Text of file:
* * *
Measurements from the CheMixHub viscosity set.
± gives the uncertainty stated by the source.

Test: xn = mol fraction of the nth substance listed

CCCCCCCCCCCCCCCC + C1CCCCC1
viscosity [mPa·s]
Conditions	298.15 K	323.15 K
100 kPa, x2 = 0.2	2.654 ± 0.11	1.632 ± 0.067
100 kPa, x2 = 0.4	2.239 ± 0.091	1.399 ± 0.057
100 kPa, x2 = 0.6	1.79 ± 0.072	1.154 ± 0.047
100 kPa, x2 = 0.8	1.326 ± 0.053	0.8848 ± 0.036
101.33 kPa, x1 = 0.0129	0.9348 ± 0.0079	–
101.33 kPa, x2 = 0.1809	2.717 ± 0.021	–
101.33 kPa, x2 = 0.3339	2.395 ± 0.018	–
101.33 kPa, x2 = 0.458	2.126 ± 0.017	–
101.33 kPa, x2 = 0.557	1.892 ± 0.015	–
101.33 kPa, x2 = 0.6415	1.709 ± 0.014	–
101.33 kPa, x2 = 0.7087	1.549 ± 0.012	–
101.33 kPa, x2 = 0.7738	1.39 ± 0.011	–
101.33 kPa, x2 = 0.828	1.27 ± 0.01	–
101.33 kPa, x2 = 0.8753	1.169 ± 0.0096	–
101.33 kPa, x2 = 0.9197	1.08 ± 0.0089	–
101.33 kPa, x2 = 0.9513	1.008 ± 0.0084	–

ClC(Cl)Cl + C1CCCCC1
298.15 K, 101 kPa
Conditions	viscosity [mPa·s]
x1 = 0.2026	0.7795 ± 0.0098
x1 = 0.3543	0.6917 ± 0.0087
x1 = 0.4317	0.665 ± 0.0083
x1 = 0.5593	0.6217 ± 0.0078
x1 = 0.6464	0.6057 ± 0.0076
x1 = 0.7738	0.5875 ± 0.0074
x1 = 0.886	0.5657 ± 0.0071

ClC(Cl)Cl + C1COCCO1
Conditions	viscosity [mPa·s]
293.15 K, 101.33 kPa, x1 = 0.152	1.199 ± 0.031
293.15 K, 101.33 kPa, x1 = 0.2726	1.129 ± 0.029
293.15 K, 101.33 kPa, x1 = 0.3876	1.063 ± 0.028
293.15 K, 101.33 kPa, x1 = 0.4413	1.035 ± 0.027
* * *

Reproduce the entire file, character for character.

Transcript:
Measurements from the CheMixHub viscosity set.
± gives the uncertainty stated by the source.

Test: xn = mol fraction of the nth substance listed

CCCCCCCCCCCCCCCC + C1CCCCC1
viscosity [mPa·s]
Conditions	298.15 K	323.15 K
100 kPa, x2 = 0.2	2.654 ± 0.11	1.632 ± 0.067
100 kPa, x2 = 0.4	2.239 ± 0.091	1.399 ± 0.057
100 kPa, x2 = 0.6	1.79 ± 0.072	1.154 ± 0.047
100 kPa, x2 = 0.8	1.326 ± 0.053	0.8848 ± 0.036
101.33 kPa, x1 = 0.0129	0.9348 ± 0.0079	–
101.33 kPa, x2 = 0.1809	2.717 ± 0.021	–
101.33 kPa, x2 = 0.3339	2.395 ± 0.018	–
101.33 kPa, x2 = 0.458	2.126 ± 0.017	–
101.33 kPa, x2 = 0.557	1.892 ± 0.015	–
101.33 kPa, x2 = 0.6415	1.709 ± 0.014	–
101.33 kPa, x2 = 0.7087	1.549 ± 0.012	–
101.33 kPa, x2 = 0.7738	1.39 ± 0.011	–
101.33 kPa, x2 = 0.828	1.27 ± 0.01	–
101.33 kPa, x2 = 0.8753	1.169 ± 0.0096	–
101.33 kPa, x2 = 0.9197	1.08 ± 0.0089	–
101.33 kPa, x2 = 0.9513	1.008 ± 0.0084	–

ClC(Cl)Cl + C1CCCCC1
298.15 K, 101 kPa
Conditions	viscosity [mPa·s]
x1 = 0.2026	0.7795 ± 0.0098
x1 = 0.3543	0.6917 ± 0.0087
x1 = 0.4317	0.665 ± 0.0083
x1 = 0.5593	0.6217 ± 0.0078
x1 = 0.6464	0.6057 ± 0.0076
x1 = 0.7738	0.5875 ± 0.0074
x1 = 0.886	0.5657 ± 0.0071

ClC(Cl)Cl + C1COCCO1
Conditions	viscosity [mPa·s]
293.15 K, 101.33 kPa, x1 = 0.152	1.199 ± 0.031
293.15 K, 101.33 kPa, x1 = 0.2726	1.129 ± 0.029
293.15 K, 101.33 kPa, x1 = 0.3876	1.063 ± 0.028
293.15 K, 101.33 kPa, x1 = 0.4413	1.035 ± 0.027